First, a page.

If you’ve ever wondered what it might take to expand your business activities overseas, something as simple as your website can be a great place to start!
Nowadays, it’s not unusual for a business to receive a request for a product or service via a website order or company email. For many businesses, with a little time and effort, you can use these inquiries to gauge interest and begin to define potential new markets.
And there’s more good news – there are plenty of dedicated resources available to help you avoid missteps and lead you toward international sales success. The Small Business Administration is one good place to start.
- First, you may want to determine some of the characteristics that attracted foreign customers to your website. Was it the country of origin? The product features? A unique selling point or specialized service? Identifying these things can help you leverage your marketing. This type of research, coupled with market research provided by places like the SBA, can help you create a special page or separate website that is exclusively geared toward your new foreign customers.
- Customer expectations and maintaining your brand experience should still be key considerations but you may not be able to be as attentive, particularly if you do not speak the same language as your new clients. You can help to mitigate some of these concerns with things like FAQ lists in the necessary languages and provide ways for customers to submit questions via email for ease of translation. You may want to take a look at your return policy and make the needed changes for fees and time delays.
- There’s less issue with payment when a buyer pays by credit card as the card provider sorts out the exchange rate as part of the service. Even resources such as PayPal now provide for overseas sales and are commonly used in many countries. However, you may want to add a currency conversion calculator to your site for customer use.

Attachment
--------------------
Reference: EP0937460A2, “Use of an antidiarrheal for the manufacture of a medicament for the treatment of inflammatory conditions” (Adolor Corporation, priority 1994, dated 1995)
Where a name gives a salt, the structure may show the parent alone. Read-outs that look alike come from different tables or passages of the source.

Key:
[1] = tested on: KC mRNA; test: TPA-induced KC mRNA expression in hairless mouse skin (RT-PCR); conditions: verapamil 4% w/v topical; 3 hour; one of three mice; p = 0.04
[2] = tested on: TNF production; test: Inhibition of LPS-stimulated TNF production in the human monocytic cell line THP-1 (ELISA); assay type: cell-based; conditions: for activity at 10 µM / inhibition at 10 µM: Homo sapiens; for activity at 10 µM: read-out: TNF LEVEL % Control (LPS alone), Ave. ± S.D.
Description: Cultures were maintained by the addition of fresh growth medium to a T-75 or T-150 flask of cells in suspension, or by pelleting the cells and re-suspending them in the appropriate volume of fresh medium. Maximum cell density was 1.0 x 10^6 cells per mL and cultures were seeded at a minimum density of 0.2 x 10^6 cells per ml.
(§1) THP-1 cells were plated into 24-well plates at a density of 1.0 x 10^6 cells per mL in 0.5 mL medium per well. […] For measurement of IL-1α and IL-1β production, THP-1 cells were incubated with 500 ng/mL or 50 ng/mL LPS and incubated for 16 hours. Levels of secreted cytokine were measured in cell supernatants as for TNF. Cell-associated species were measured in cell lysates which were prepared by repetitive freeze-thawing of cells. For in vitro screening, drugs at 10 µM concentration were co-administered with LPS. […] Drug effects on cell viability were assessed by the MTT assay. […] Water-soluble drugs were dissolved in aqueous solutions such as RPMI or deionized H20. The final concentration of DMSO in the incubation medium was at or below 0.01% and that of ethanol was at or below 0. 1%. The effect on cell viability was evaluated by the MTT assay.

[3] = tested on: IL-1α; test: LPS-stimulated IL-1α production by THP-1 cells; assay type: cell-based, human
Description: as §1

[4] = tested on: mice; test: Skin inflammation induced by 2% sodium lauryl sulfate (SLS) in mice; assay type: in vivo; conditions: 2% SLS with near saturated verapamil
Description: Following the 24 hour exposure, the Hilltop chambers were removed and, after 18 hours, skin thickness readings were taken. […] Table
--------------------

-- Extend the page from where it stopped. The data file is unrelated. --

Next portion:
- Shipping overseas has become ever easier and today’s well recognized carriers such as UPS, FedEx or US Postal Service, usually offer international carriage including assistance with the appropriate documentation. Make sure you fill out a customs declaration, having verified that your product is legal in the country that you’re selling it to. You can verify the status of your product using resources such as the SBA. As for customs or import duties, most retailers leave these to the purchaser making sure to state this explicitly in your terms and conditions.
- Payment considerations are important. Sometimes frauds are committed and you may want to have a plan in place for how you process orders, receive payment and shipping based on clearance of payments. Also, make sure your site has the right level of security protection to prevent the possibility of any customer credit information from being compromised or stolen.
- It can be an exciting time for any business to start experiencing interest in their product or service outside the domestic market. Just keep in mind, as you develop these customer relationships, it will serve you well to do your research on cultural and other differences of your primary customer countries. Tailoring your marketing to match your audience will help you grow and sustain your overseas sales and will help to foster strong brand recognition and customer retention.
- Go for it! It’s perfectly okay to start small and remember to utilize the array of services available to you. The U.S. government supports many agencies that are able to assist business with international sales and many of these services are free. To start, contact the SBA http://www.sba.gov/category/navigation-structure/exporting-importing